Russia’s Special Services did not have a good year - except in covering their tracks, Soldatov says
Arvamus 05 Jan 2010 Paul GobleEWR
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VIENNA, January 5 – Russia’s intelligence and security services did not have a good year in 2009, according to Moscow’s leading independence specialist on their activities. Indeed, so great were their failures that the FSB chief even dropped what had become a post-Soviet tradition: the annual report to the media of his organization’s successes against Russia’s enemies.

In a review of the activities of the special services published in today’s “Yezhednevny zhurnal,” Andrey Soldatov, who heads the Agentura.ru portal, points out that they had suffered real losses in almost all areas but had been able to obscure that by excluding media coverage of and thus public control over ever more of their activities (www.ej.ru/?a=note&id=9746).

The FSB’s “largest losses” over the last year, he continues, were in Chechnya, where control over the campaign against the increasingly active militants was handed over to republic President Ramzan Kadyrov, and in Crimea where the Russian agency was forced to pull 19 of its officers after an embarrassing reports by and threats from the Ukrainian security agency.

“In both cases,” Soldatov says, “the FSB adopted the tactic it has used before in the case of defeats: it gave the impression that [both of these actions] had been entirely its own idea.”

The Russian security services also dusted off another tactic from the past: it employed falsified reports about the supposed involvement of British and American diplomats with Russian prostitutes. Moscow succeeded in getting the British diplomat withdrawn, but it failed in the American case when the US ambassador stood up for his staffer.

Indeed, the media coverage these cases received gave the Russian intelligence services another black eye. To the surprise of few people, Soldatov said, it turned out that the original source of the reports about the two Western representatives was informacia.ru, a site notorious for its “ties with the special services.”

Another loss for the Russian intelligence services, the Moscow analyst continues, involved the replacement of the head of the GRU. While that was “predictable” given reports of problems there, “the unexpected publicity of his retirement could not affect the quite significant cutbacks” in that agency.

But “the most dramatic events took place on the front of the struggle with terrorism,” Soldatov argues. “Two forces which today represent the main terrorist threat to Russia – militants in the North Caucasus and nationalists went over to the attack against representatives of the regime and the force structures.”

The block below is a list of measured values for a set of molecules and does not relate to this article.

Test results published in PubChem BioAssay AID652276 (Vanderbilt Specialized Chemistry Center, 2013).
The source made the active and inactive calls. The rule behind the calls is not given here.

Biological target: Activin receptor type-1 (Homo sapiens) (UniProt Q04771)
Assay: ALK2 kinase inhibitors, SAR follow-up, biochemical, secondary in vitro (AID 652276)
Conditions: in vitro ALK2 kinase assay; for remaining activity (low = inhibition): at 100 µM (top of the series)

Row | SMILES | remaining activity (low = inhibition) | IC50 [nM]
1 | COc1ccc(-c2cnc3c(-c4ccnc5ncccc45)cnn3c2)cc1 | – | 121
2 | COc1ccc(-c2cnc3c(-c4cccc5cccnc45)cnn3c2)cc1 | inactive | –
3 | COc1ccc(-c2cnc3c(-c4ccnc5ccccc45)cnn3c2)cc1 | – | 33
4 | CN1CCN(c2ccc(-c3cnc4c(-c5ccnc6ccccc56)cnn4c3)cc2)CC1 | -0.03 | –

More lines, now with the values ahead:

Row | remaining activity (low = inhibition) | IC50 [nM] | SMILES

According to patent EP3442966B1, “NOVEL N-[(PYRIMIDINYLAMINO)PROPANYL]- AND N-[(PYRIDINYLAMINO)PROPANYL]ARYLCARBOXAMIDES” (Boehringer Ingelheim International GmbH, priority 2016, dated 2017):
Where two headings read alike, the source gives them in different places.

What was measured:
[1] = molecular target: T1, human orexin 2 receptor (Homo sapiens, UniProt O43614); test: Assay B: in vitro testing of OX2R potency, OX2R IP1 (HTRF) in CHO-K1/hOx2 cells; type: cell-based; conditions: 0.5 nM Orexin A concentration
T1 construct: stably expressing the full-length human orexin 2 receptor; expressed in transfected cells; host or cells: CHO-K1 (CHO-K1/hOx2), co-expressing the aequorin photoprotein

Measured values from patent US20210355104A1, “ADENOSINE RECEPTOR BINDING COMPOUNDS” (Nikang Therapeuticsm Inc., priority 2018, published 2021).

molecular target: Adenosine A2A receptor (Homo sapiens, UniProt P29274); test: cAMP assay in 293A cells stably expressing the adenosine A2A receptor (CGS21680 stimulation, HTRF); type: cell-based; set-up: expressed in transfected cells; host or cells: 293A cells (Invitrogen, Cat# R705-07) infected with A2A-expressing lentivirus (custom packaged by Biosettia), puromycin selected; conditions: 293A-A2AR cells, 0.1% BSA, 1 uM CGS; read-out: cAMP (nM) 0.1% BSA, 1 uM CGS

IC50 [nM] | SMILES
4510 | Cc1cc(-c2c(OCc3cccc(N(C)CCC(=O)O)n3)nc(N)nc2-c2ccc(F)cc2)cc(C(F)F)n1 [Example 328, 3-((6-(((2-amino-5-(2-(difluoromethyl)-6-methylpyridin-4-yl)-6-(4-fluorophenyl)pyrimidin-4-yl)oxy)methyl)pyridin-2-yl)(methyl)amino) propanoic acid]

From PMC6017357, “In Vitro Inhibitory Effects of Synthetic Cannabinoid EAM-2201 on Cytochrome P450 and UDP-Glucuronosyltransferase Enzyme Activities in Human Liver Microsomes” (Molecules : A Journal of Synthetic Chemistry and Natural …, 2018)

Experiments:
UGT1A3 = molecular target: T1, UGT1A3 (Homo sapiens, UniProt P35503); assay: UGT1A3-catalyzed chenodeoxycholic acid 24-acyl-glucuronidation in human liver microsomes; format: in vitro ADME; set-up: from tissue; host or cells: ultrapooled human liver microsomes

Despite this new tactic of the terrorists, one which is “clearly more dangerous for the powers that be,” Soldatov continues, “the special forces did not consider it necessary to change anything in their strategy of opposing terrorism.” Instead, they continued to speak and act as if the policies which have not worked up to now should simply be continued.

At the same time, however, the Agentura.ru analyst says, “in one direction in the anti-terror line, the position of the Russian special services was strengthened consistently and cruelly in 2009: the FSB did everything it could” to limit coverage by the media of both terrorist actions and counter-terrorist operations.

In May, he recalls, Russia became “the only state in Europe which has not agreed even to think about reviewing the limitations on journalists that were imposed after September 11th.” And in October, a Russian official shocked a Vienna conference on “The War of Words” by his angry attacks on journalists and his bluster about Moscow writer Anna Politkovskaya.

The clearest indication of the way things are going with Russia’s special services, however, was provided by a non-event. For the first time in many years, the director of the FSB did not hold a press conference at the end of December to call attention to his organization’s successes against terrorists and foreign spies.

Instead, apparently having decided that even such limited publicity was “an unnecessary inheritance of the 1990s,” FSB director Aleksandr Bortnikov decided to provide information about his agency’s operations only to a session of the Russian government’s National Anti-Terrorist Committee.

This change in venue, Soldatov says, is significant in two ways. On the one hand, it means that the FSB is now providing information only about its struggle against terrorist, “hardly the only direction of its activity.” And on the other, it demonstrates that the FSB no longer sees a need to provide an accounting of its work to the Russian people.

In this way, the Moscow analyst concludes, the FSB director “clearly showed that his service no longer considers it necessary even to give the impression that it is a structure subordinate to anyone except the regime,” yet another indication of how far Moscow has moved away from the greater openness of the Yeltsin years.
 
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